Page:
It doesn’t take much more than a good coupon to drive me into game-buying-mode. When I came across Gamestop’s 20%-off coupon for used Gamecube games over at Cheap Ass Gamer, I was all over that. What would I get? Luigi’s Mansion? Maybe another Resident Evil? I kept thinking to myself what some cheap games would be to fill in some embarrassing-gaming-holes on the Cube, but decided I would just go and peruse to see what was there without much in the way of specific targets.
I had totally forgotten that a couple years ago I picked up a boxed copy of Donkey Kong Jungle Beat and its included “DK Bongos”. Gamestop had a floor full of them for ~$20 (and extra bongos for about the same price), some time ahead of the deluge of upcoming, additional, crazy amounts of fake plastic instruments.
I pretty much picked up Jungle Beat and its “perphs” with the intention of eventually grabbing the Konga games. Up until this weekend I had not seen them sitting around on the used game shelves… either that, or since I had forgotten I was looking for them, I didn’t see them even if they happened to be in hidden in plain view. Much to my surprise and delight, I saw copies of both domestic Donkey Konga games on the “Used” shelves this weekend! It was $9.99, so with the 20%-off coupon, we’re talking about $8 for the game.
After a quick scroll-through of the song lists in the games on the iPhone (thank you, mobile ‘net access!) I decided that the first game was the clear winner of the song-list-battle. The Mario and Zelda themes? The dub Pokemon theme? Oh, c’mon. Sold.
I’ve played a little bit of Taiko Drum Master (import and domestic) on the PS2 courtesy of Andrew, so I had a pretty good idea of what I was getting into in terms of gameplay. While I was not smashing fake plastic drums with fake wooden drum sticks, I was at least hitting fake plastic drums with my hands. Hit the left drum, hit the right drum, hit them both at the same time… easy enough. The one gameplay aspect I had to look up online was the blue/white sparkly icon on the timeline. While my copy of the game came with its cover and generic insert, it did not come with the actual instruction book. Turns out I have to clap my hands on those icons (having totally missed the little microphone/clap sensor on top in between the drum heads). Once I figured out what I was doing, it was clear sailing.
I decided to play on the Gamecube itself (as opposed to via the Wii) hooked up to an old tube TV due to the fact that it was a rhythm-based game, and I’ve had it up to here with lag (also correctly assuming that Nintendo would have nothing built into the game to compensate for said lag on newer A/V setups). I had a pretty good time in the 30-45 minutes I spent with the game last night (having already played R.B.I. 3 on the NES in the basement, and FFIV: The After Years on the Wii in the living room, now playing on the Gamecube up in the loft). My hands had enough of the smashing and clapping after about that much time, though I expect I could have easily played for an hour had I not already spent an entire day doing various activities around the house.
The “licensed” songs that I did play were probably the best of the bunch (“All the Small Things“, “The Impression That I Get“, “Right Here, Right Now“), and I can’t see myself visiting some of the more juvenile ones all that often (“The Loco-Motion“, “Campfire Medley“). The Nintendo-specific songs were all a blast to play, especially the bongo-ified version of the main Zelda theme.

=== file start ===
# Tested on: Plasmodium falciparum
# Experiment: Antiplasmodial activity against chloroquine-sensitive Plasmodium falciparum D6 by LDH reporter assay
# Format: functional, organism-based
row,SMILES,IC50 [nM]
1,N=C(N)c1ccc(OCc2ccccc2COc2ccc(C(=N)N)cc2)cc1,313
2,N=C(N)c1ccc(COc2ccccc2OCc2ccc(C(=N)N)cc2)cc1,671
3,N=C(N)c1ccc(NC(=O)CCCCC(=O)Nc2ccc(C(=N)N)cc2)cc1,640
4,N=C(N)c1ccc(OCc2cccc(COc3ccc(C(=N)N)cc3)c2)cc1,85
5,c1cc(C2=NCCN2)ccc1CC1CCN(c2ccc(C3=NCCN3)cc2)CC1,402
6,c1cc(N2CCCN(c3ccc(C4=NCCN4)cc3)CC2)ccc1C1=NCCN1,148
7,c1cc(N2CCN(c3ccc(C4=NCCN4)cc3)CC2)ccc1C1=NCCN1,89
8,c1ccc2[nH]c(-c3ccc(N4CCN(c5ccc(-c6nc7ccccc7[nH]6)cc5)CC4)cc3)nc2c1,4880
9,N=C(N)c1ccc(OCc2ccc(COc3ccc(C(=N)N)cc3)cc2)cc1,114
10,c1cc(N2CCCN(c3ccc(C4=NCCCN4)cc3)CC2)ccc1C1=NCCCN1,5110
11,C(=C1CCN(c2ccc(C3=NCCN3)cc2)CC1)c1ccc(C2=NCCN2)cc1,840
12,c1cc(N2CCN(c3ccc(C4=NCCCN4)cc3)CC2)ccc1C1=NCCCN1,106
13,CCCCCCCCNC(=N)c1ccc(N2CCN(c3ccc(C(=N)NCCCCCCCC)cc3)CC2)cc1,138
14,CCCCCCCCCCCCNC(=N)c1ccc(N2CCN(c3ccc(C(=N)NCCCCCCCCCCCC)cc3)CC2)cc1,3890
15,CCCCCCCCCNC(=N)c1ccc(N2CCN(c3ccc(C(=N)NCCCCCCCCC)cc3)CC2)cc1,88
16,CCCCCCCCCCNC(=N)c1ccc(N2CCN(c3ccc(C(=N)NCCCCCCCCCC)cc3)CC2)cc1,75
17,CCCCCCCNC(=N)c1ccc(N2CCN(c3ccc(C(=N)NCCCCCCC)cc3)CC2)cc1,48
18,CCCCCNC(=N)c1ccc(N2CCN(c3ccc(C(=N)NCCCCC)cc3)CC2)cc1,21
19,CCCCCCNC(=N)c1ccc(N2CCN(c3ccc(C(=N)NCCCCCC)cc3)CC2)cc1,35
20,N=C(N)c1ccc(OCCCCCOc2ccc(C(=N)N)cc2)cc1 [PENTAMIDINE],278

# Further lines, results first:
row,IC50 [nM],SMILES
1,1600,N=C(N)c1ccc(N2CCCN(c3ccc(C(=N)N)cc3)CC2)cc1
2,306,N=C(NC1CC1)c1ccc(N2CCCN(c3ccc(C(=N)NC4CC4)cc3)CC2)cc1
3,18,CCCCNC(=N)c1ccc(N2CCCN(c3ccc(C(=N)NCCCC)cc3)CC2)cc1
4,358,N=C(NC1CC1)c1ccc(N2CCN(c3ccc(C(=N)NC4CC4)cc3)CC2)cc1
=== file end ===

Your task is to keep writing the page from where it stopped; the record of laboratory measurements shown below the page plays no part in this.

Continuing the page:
As you complete songs (on either its equivalent of the “easy” and “medium” single-player difficulties available by default), you accumulate coins to spend in its in-game store. Yes, it’s another coin-collect-athon in the traditional Nintendo sense, and it fits right in with the rhythm game unlock system of the day; think of spending money to unlock songs in Guitar Hero II or playing a certain number of songs in DDR to unlock new courses.
While you can spend the coins on “expert” levels of songs (as I did for the dub Pokemon theme song, which playing will accumulate a higher number of coins), you can also spend coins on new sound effects for the bongos. You have standard bongo sounds and NES-style beeps available at the start, and I decided that I would spend some cash on Zelda-inspired sound effects to complement the default ones. After selecting a song, banging the bongos to the left and right allows you to select these custom sound effects, so now I am banging out heart-collecting sounds and Link yelps. These custom sound effects cost significantly more than “expert” versions of songs, so you’ll have to decide on your own which kinds of unlockables you want to shoot for first.
I certainly enjoyed what I have played so far, and see myself having another couple rounds with the game in the near future. More so than either of the North American Donkey Konga releases, though, I have found myself incredibly enthralled by the prospect of importing Donkey Konga 3. Its track list is impressive from both a gamer perspective (a song from Katamary Damacy, plenty of Famicom remixes) and an anime perspective (“CHA-LA HEAD-CHA-LA” from DragonBall Z, “Mezase Pokemon Master” from Pokemon, “Re-write” from Fullmetal Alchemist). The going price on eBay seems to be $25-40, which is pretty fair considering it’s no longer available new on sites like Play-Asia.
Of course, here’s my biggest problem:
Since unpacking the DK Bongos, I have even more fake plastic instruments sitting around on my floor with no real place to appropriately store them.
(I also picked up XIII on the Gamecube for about $3. I know nothing about it other than that it’s rated “M” and was $3 + 20% off).